Jennifer L. Knox reads ‘Our Friends above the Equator’
Jennifer L. Knox reads her poem, ‘Our Friends above the Equator’.
With their dazzling colors and virtuosic range of calls, it’s no wonder tits have been the subject of the world’s greatest art, music, and literature. But aside from their beauty, their bold curiosity, and comically destructive behavior, what do we really know about tits? Do they have feelings, like you and I? Are tits actually capable of intelligent thought? Dr. Carl Flimmer at the University of Upper Whippenhoober has been studying tits and their ability to solve complex problems. And Dr. Flimmer has made a shocking discovery.
“Tits are far more intelligent than people…and parrots, whales, monkeys, any living creature really—even computers.”
Dr. Flimmer escorted our crew outdoors to a complex maze of plywood and plastic tubes, roughly the size of a motorhome.
“Tits got lots of work to do on this baby! First off, tits love grubs, so the whole puzzle’s full of grubs buried deep in the wood—too deep for the tits to get at with just their nipples. And it’s loaded with trapdoors, so if the tits muck it up, they slide though the tunnels—ooooh noooo!—back to square one, then they start all over again. To get the grubs, tits have to use the eye hook of a brassier to bend the tip of a palm frond—the most poisonous palm in the world!—and the frond must be exactly 36 days old. The frond-severing process is unfathomably difficult. First you take the…opposite hook on the bra…uh, I’m not sure it even has a name…”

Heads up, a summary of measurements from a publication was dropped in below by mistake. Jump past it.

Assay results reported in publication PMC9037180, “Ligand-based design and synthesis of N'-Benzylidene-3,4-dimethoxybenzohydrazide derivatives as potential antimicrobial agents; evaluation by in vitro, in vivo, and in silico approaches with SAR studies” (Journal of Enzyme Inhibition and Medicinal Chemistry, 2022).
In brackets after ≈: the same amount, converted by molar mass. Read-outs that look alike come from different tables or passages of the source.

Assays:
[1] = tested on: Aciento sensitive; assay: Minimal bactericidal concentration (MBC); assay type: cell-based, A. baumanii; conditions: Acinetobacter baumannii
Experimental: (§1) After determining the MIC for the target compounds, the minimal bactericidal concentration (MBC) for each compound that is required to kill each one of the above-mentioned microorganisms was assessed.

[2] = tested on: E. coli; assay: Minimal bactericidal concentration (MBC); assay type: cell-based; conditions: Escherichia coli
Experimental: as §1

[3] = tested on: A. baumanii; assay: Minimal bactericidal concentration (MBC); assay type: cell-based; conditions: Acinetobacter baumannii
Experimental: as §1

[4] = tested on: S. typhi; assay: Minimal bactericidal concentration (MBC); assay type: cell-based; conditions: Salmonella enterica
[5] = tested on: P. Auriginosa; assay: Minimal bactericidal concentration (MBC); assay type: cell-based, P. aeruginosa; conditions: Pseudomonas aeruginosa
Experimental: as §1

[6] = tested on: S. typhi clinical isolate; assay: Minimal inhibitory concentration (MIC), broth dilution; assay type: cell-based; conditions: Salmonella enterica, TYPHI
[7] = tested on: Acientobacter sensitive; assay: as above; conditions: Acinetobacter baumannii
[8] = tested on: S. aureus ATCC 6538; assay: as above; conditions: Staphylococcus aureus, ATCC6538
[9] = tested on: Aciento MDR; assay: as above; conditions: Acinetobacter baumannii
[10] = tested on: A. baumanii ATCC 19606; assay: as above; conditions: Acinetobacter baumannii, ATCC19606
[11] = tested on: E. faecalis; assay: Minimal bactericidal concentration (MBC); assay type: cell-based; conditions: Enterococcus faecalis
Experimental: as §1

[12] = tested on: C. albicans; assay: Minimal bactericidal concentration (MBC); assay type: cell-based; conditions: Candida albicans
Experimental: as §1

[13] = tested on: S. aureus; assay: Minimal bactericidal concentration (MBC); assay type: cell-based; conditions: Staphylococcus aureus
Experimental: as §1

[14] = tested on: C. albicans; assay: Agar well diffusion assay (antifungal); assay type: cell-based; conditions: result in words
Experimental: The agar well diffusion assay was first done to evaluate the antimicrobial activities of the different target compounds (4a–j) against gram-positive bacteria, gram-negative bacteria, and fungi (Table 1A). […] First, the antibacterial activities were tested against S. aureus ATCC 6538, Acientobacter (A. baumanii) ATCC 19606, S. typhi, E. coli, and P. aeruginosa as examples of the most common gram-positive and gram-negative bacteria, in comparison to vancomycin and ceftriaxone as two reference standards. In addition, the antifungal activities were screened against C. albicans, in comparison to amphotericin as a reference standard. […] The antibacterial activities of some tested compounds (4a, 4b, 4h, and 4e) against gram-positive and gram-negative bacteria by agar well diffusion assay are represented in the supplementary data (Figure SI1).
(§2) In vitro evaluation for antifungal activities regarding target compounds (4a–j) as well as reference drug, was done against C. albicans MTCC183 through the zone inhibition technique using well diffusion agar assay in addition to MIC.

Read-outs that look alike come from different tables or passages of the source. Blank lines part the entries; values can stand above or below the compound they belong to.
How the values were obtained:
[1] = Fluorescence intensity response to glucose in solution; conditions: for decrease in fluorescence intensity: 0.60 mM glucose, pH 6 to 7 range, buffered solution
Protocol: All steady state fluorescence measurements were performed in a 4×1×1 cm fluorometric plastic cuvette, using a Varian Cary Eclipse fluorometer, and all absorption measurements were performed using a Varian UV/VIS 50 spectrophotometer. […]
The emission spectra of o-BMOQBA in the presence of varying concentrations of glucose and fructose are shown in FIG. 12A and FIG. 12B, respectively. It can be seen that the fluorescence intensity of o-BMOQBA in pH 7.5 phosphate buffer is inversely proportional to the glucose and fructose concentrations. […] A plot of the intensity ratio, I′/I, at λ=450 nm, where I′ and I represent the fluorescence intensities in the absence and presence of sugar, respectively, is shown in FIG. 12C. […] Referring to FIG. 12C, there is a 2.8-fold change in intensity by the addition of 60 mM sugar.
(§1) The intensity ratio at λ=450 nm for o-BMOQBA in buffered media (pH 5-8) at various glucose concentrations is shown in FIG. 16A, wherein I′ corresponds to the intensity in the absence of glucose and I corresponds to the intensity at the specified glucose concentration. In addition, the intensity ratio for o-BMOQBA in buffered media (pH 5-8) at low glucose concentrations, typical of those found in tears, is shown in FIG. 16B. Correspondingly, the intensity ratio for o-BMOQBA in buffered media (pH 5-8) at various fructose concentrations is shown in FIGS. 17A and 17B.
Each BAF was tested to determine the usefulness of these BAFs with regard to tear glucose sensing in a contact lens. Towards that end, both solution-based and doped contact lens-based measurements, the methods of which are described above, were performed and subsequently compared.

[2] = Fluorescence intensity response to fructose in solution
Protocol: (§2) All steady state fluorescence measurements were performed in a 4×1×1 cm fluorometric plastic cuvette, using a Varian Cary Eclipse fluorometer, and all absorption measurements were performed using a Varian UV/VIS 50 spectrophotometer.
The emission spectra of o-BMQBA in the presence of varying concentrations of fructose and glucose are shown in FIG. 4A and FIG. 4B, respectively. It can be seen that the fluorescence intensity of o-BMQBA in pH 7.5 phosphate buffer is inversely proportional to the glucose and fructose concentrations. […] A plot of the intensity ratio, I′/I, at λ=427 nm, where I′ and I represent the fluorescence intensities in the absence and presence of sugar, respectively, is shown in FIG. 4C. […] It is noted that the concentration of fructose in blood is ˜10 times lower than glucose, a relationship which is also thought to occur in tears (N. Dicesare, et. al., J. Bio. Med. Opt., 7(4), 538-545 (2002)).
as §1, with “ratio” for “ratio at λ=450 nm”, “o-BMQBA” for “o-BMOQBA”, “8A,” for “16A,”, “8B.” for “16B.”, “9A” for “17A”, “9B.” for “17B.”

Jennifer L. Knox is an American poet.